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Tri-C West’s Production of “Baby Food”/ “Dentity Crisis” Cast and Crew Interviews

On February 25 through the 29th, TRI-C Western Campus presents 2 in 1 act “Baby Food” and “Dentity Crisis” directed by Madison Ellis and stage-managed by Kristen Boehnlein. “Baby food” is a modern comedy about a desperate couple, played by Anna Marsick and Jarred Laska, who ask lifelong friends, played by Kyle Sense and Madison Pauley, to be the godparents of their newborn child. Little do the parents know their friends are not so daring diners and are on the edge of a divorce.
“Dentity Crisis” is about a young girl named Jane, played by Emily Taylor, who is cared for by her annoying, cheery, brandished, mother, played by Patience Zelenok, after Jane has a mental breakdown. Throughout the play, Jane is confused by her disorderly brother, played by Bradon Alexander-Smith, who changes into her father, grandfather, and her mother’s French lover. To top it all off Jane’s psychologist Mr. Summers, played by John Mockler, and his wife played by Adam Howard, go through a sex change to save their marriage. This comes to question is Jane losing her sanity or are the people around her?
On Friday, February 28th, I sat down with the cast and crew to interview them on the plays. The performance was a boxing show — where the audience is seated on stage with the Actors — and it ran for 45 minutes. Actors Madson Pauley and Emily Taylor both agreed that they like boxed shows. They respond by saying “The energy is so tangible, so right there, it is a better way to get through to the audience. It creates more intimacy.” Not only was the seating of the play unique but the storyline itself was. Director Madison Ellis responds, “I would consider both BF&DC as scripts that fall under the absurdist genre. This is unique to the stage because absurdism explores the intricacies of normalcy and chaos beyond our social scope. Acting choices and characters are given a wider range of possibilities because nothing can be ‘wrong.’” When I asked the cast and crew why someone would want to see this play, they answered, “Because it doesn’t make sense, it’s weird, and the show keeps you wondering what is happening. “Baby Food” makes you question kindly jesters and “Dentity Crisis” makes you ponder, is the main character crazy or is everyone one else around her.”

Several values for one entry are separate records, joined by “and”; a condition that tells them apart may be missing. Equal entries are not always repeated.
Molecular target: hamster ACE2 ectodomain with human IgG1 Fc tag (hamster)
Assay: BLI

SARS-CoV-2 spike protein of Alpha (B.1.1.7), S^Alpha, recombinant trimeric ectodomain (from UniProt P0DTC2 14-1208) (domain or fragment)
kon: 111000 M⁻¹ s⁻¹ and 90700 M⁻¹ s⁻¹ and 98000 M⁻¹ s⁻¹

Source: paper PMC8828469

As much as the actors and crew enjoyed being part of the show, there were some challenges leading up to the performances. The cast didn’t have long to learn their lines until they had to take it the stage. “We only had 4 weeks to learn our lines, and some of us had more lines than others,” says John Mockler and Jarred Laska. Other difficulties for some included taking the stage for the first time, much like actor, Kyle Sense. “In school, I would be afraid to give speeches in class, and now I’m a character opposite of me performing in front of an audience.” Another actor Bradon Alexander-Smith share some of his challenges, “The hardest part for me was play four different characters, but I learned to just to be four different people instead of one person with four different personalities,”
I asked stage manager Kristen Boehnlein on her take of how the cast and crew preformed, Kristen replied, “for the amount of time the cast had, they did a fantastic job. For everyone that was part of the cast, this may be the only time they get really good parts like these on this stage, and they pulled it off well, and our director, Madison, did an awesome job since this was her first college directed play.” If the cast could back to when they first audition, Anna Marsick, Adam Howard, and Patience Zelenok commented, “ We wished we would have told ourselves before then that you have to have confidence, task risk, and not care what others think.” The cast and crew did a marvelous job with their productions. In the month that the cast and crew had, the performances were so comical and captivating, that you could attend more than once and never be uninterested. Overall, the production was very well directed and ran wonderfully.
If you would like to see more with the theater arts or would like to see the next shows go to https://www.tri-c.edu/arts-and-entertainment/tri-c-presents/tri-c-theatre.html. Come enjoy the next upcoming plays, “She Kills Monsters,” at TRI-C Western Campus and “Gem of the Ocean,” at TRI-C Eastern Campus

Permanent link to this article: http://www.cccvoice.com/2020/03/05/tri-c-wests-production-of-baby-food-dentity-crisis-cast-and-crew-interviews/

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